The business scene in Europe is booming and full of exciting opportunities for startups as well as established businesses that are looking to expand. Whether your business has tasted success in the food and beverage industry, or you have a tech product that can add immense value to a user, you will find that Europe’s citizens come with strong purchasing power and an appetite for technology that is on par with Americans.
In fact, London is second only to Silicon Valley for tech investments. Several other tech giants like Facebook, Dropbox, Minecraft, Candy Crush, and Skype have set up tents successfully in different parts of Europe.
Europe constitutes 50 countries and each one comes with different laws and policies that make it a difficult place to start a business in if you are unfamiliar with the various regulations. In our experience of helping companies set up their business here, these are a few things you should keep in mind when you start your business in Europe.
1. Time to market
Understanding how much time it can take to launch a business in a country can give you a fair idea about the level of bureaucracy, red tape and cost associated with business operations. In fact, you can take this as a fair indicator of how things are generally run in the country.
The average time and money it takes to get your company registered and set up on paper are 3.4 days and €315. This can vary across countries – for example, in the Netherlands, the process takes only a day and €90 to complete while in Germany, the process can take up to 7 days and cost you €376.
2. International trademark protection
Whether you own a startup or are expanding your operations to Europe, protecting your trademark internationally should be a crucial consideration for you. When it comes to trademark registration, the process differs from country to country and strict adherence is expected if you do not want deviations in becoming the owner of your mark.
However, the entire process is now automated online through an intellectual property protection service.
3. Tax-friendly countries
If you are a small business, it is understood that most of your market strategy is built around the VAT rules that apply in the country of business. For example, if you offer digital services, your VAT is charged at the rate of the buyer’s country and not yours. Europe has over 80 different VAT rates and the number of days it will take to complete a VAT registration differs from country to country.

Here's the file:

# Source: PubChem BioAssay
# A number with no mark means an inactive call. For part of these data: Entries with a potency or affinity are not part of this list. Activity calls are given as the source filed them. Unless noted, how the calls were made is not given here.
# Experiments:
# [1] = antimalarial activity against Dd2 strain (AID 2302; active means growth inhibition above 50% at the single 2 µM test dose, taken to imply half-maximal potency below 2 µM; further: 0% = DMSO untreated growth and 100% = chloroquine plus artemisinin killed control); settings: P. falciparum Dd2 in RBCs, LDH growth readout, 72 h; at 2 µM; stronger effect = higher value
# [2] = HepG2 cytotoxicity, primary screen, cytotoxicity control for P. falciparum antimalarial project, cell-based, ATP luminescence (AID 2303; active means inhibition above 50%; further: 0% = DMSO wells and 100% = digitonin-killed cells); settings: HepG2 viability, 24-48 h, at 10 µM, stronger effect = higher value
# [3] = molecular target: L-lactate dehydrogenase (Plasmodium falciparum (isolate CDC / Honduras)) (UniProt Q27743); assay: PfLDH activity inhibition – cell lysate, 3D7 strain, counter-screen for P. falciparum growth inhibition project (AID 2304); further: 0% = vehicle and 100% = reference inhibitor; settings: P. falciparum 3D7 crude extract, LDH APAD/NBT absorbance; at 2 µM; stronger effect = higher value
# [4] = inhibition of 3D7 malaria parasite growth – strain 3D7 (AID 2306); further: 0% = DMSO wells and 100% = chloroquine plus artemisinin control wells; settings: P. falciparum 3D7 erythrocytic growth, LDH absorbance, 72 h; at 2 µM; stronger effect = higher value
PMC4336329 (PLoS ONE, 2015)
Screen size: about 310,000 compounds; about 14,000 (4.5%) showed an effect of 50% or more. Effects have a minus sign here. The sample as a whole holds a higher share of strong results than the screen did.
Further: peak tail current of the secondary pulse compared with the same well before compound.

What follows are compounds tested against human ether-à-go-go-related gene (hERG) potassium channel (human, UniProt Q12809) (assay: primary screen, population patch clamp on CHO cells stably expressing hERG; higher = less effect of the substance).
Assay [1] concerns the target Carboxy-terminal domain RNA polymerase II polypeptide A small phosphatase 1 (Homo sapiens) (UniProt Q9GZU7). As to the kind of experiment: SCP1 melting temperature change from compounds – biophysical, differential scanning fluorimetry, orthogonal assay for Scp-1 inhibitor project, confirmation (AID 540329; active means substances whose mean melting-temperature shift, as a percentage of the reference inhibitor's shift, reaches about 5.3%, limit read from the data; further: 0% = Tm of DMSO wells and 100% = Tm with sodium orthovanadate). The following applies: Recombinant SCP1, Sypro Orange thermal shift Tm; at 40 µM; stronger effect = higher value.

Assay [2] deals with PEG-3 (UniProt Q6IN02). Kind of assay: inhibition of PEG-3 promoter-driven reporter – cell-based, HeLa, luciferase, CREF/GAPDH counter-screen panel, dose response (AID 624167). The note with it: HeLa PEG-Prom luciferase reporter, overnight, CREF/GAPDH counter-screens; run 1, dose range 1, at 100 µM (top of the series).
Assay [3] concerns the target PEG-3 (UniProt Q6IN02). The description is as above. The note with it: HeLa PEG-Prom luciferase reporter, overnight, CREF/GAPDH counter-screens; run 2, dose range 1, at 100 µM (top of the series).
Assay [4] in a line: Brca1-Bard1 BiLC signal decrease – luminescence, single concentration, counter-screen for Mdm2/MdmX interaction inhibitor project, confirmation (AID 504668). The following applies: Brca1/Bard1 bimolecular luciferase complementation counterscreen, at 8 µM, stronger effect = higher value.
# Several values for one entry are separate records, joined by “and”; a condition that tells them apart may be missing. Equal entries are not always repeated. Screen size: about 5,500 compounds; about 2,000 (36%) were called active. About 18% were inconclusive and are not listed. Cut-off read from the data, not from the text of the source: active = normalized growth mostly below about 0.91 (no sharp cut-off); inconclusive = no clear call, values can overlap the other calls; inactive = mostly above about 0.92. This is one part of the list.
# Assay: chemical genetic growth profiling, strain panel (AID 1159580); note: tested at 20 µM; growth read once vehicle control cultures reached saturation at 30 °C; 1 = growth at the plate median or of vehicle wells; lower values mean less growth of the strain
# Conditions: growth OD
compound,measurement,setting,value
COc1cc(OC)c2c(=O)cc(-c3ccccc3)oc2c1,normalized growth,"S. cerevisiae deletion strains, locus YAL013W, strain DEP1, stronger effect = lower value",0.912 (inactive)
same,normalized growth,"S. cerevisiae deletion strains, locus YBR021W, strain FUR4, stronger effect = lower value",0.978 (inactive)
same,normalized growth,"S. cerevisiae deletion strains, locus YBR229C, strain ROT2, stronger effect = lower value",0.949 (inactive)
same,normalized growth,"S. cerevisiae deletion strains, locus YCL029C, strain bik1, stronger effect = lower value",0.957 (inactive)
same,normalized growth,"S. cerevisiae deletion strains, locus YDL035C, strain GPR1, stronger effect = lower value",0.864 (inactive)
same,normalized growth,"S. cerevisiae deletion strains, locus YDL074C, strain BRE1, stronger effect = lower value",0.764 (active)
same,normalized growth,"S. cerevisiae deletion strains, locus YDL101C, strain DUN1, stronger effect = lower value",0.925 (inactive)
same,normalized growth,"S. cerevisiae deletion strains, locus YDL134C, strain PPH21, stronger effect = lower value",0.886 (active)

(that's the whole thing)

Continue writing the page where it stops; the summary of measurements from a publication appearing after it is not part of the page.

4. EU domain names
There are about 50 countries in Europe out of which 28 are in the European Union. If your business is going to be set up in the EU, adding a ‘.eu’ extension to your website can go a long way in creating credibility and building your brand. However, there are country-specific domain extensions you can use otherwise as well.
There are multiple domain registration companies whose services you can use to protect and trademark your international brand. At the time of registering your business, you are required to register your domain with an ICANN (Internet Corporation for Assigned Names and Numbers) accredited registrar. This ensures that your domain belongs to you even if the registrar goes out of business.
Apart from these broad points, there are multiple complexities you should stay ahead of to start your business in Europe. This can seem intimidating at first but once you understand the response for your product, you will be glad that you stuck around and went through with establishing your company in Europe.
In fact, with Markets and Partners, setting up and getting started need not be this hard. We take the hassle off your hands with our consultation services that will do the work for you. Our tie-ups and relationships with several government organizations and business partners across Europe will get your business up and operational in no time. Get in touch with us to know more.